batch_size = 100 learning_rate = 0.001 

Model definition

class LogisticRegression(nn.Module):
def __init__(self, input_size, num_classes):
super(LogisticRegression, self).__init__()
self.linear = nn.Linear(input_size, num_classes)
def forward(self, x):
out = self.linear(x)
return out
model = LogisticRegression(input_size, num_classes) 
• Loss and Optimizer
• Softmax computed internally
• Parameters which need to be updated are set criterion = nn.CrossEntropyLoss()
optimizer = torch.optim.SGD(model.parameters(), lr = learning_rate)
• Model is being trained
for epoch in range(num_epochs):
for i, (images, labels) in enumerate(train_loader):
images = Variable(images.view(-1, 28 * 28))
labels = Variable(labels)
Forward + Backward + Optimize optimizer.zero_grad()
outputs = model(images)
loss = criterion(outputs, labels) loss.backward() optimizer.step()
if (i + 1) % 100 == 0:
print('Epoch: [% d/% d], Step: [% d/% d], Loss: %.4f'
% (epoch + 1, num_epochs, i + 1,
len(train_dataset) // batch_size, loss.data))
Model is being tested correct = 0
total = 0
images = Variable(images.view(-1, 28 * 28)) outputs = model(images)
_, predicted = torch.max(outputs.data, 1) total += labels.size(0)
correct += (predicted == labels).sum()
print('Accuracy of the model on test images: % d %%' % ( 100 * correct / total)) 

Output:

Epoch: [ 1/ 5], Step: [ 100/ 600], Loss: 2.1282
Epoch: [ 1/ 5], Step: [ 200/ 600], Loss: 2.0498
Epoch: [ 1/ 5], Step: [ 300/ 600], Loss: 1.9539
Epoch: [ 1/ 5], Step: [ 400/ 600], Loss: 1.8876
Epoch: [ 1/ 5], Step: [ 500/ 600], Loss: 1.8286
Epoch: [ 1/ 5], Step: [ 600/ 600], Loss: 1.8078
Epoch: [ 2/ 5], Step: [ 100/ 600], Loss: 1.6117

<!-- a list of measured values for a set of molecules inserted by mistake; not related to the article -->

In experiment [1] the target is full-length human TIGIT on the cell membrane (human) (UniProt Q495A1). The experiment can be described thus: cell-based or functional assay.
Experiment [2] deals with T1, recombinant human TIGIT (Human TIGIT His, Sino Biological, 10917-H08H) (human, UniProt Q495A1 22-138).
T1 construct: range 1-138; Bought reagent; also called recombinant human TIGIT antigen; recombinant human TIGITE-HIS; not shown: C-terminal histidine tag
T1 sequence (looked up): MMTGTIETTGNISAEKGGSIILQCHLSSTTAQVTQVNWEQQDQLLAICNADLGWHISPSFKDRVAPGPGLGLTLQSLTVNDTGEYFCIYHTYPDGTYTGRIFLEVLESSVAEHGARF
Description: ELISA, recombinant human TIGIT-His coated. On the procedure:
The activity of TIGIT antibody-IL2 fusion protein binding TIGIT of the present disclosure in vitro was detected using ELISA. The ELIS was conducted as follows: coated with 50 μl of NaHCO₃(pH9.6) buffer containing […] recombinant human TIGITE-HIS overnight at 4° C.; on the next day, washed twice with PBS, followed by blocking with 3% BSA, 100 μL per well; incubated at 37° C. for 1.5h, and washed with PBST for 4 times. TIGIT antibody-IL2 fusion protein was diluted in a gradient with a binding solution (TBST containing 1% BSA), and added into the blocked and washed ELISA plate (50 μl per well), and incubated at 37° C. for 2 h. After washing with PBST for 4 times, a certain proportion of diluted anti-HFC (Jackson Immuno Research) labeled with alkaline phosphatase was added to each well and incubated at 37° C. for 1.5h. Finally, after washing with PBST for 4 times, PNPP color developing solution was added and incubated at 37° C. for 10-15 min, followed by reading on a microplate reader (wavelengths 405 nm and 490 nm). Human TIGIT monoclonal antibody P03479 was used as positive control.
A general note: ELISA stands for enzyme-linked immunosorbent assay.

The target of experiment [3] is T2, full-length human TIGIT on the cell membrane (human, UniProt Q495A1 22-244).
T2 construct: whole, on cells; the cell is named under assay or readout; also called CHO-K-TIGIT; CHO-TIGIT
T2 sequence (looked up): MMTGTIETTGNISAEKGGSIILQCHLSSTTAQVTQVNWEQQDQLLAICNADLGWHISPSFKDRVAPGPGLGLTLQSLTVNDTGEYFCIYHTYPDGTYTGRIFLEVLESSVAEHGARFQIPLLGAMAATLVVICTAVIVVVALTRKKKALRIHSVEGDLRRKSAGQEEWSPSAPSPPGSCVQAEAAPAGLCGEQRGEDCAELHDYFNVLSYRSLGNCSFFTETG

Epoch: [ 2/ 5], Step: [ 200/ 600], Loss: 1.6151
Epoch: [ 2/ 5], Step: [ 300/ 600], Loss: 1.5423
Epoch: [ 2/ 5], Step: [ 400/ 600], Loss: 1.5010
Epoch: [ 2/ 5], Step: [ 500/ 600], Loss: 1.4743
Epoch: [ 2/ 5], Step: [ 600/ 600], Loss: 1.3641
Epoch: [ 3/ 5], Step: [ 100/ 600], Loss: 1.4000
Epoch: [ 3/ 5], Step: [ 200/ 600], Loss: 1.4146
Epoch: [ 3/ 5], Step: [ 300/ 600], Loss: 1.4325
Epoch: [ 3/ 5], Step: [ 400/ 600], Loss: 1.2283
Epoch: [ 3/ 5], Step: [ 500/ 600], Loss: 1.2623
Epoch: [ 3/ 5], Step: [ 600/ 600], Loss: 1.2492
Epoch: [ 4/ 5], Step: [ 100/ 600], Loss: 1.2188
Epoch: [ 4/ 5], Step: [ 200/ 600], Loss: 1.3165
Epoch: [ 4/ 5], Step: [ 300/ 600], Loss: 1.1442
Epoch: [ 4/ 5], Step: [ 400/ 600], Loss: 1.1946
Epoch: [ 4/ 5], Step: [ 500/ 600], Loss: 1.1096
Epoch: [ 4/ 5], Step: [ 600/ 600], Loss: 1.0626
Epoch: [ 5/ 5], Step: [ 100/ 600], Loss: 1.0550
Epoch: [ 5/ 5], Step: [ 200/ 600], Loss: 1.1386
Epoch: [ 5/ 5], Step: [ 300/ 600], Loss: 1.0494
Epoch: [ 5/ 5], Step: [ 400/ 600], Loss: 0.9888
Epoch: [ 5/ 5], Step: [ 500/ 600], Loss: 0.9876
Epoch: [ 5/ 5], Step: [ 600/ 600], Loss: 1.0121
Accuracy of the model on test images: 82 % 

Conclusion

In this post, we understood how MNIST handwritten digits dataset can be identified with the help of Logistic Regression using PyTorch.